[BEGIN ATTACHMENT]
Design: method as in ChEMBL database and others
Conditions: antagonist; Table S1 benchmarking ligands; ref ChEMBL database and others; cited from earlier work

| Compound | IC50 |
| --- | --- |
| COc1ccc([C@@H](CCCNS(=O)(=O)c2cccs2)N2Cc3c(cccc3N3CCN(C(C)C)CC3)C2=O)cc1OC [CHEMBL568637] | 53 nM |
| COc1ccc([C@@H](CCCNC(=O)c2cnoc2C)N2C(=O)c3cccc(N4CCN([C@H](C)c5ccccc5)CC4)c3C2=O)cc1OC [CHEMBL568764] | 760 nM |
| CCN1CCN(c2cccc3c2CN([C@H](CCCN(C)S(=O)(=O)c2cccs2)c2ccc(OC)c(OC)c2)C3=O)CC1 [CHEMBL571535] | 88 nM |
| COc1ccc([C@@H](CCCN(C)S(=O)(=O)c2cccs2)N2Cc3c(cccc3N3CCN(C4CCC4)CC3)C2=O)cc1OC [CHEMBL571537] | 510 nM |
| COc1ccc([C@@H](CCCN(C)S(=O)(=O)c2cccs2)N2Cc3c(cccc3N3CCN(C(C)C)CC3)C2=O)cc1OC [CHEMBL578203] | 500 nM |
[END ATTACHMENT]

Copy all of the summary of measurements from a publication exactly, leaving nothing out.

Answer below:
Design: method as in ChEMBL database and others
Conditions: antagonist; Table S1 benchmarking ligands; ref ChEMBL database and others; cited from earlier work

| Compound | IC50 |
| --- | --- |
| COc1ccc([C@@H](CCCNS(=O)(=O)c2cccs2)N2Cc3c(cccc3N3CCN(C(C)C)CC3)C2=O)cc1OC [CHEMBL568637] | 53 nM |
| COc1ccc([C@@H](CCCNC(=O)c2cnoc2C)N2C(=O)c3cccc(N4CCN([C@H](C)c5ccccc5)CC4)c3C2=O)cc1OC [CHEMBL568764] | 760 nM |
| CCN1CCN(c2cccc3c2CN([C@H](CCCN(C)S(=O)(=O)c2cccs2)c2ccc(OC)c(OC)c2)C3=O)CC1 [CHEMBL571535] | 88 nM |
| COc1ccc([C@@H](CCCN(C)S(=O)(=O)c2cccs2)N2Cc3c(cccc3N3CCN(C4CCC4)CC3)C2=O)cc1OC [CHEMBL571537] | 510 nM |
| COc1ccc([C@@H](CCCN(C)S(=O)(=O)c2cccs2)N2Cc3c(cccc3N3CCN(C(C)C)CC3)C2=O)cc1OC [CHEMBL578203] | 500 nM |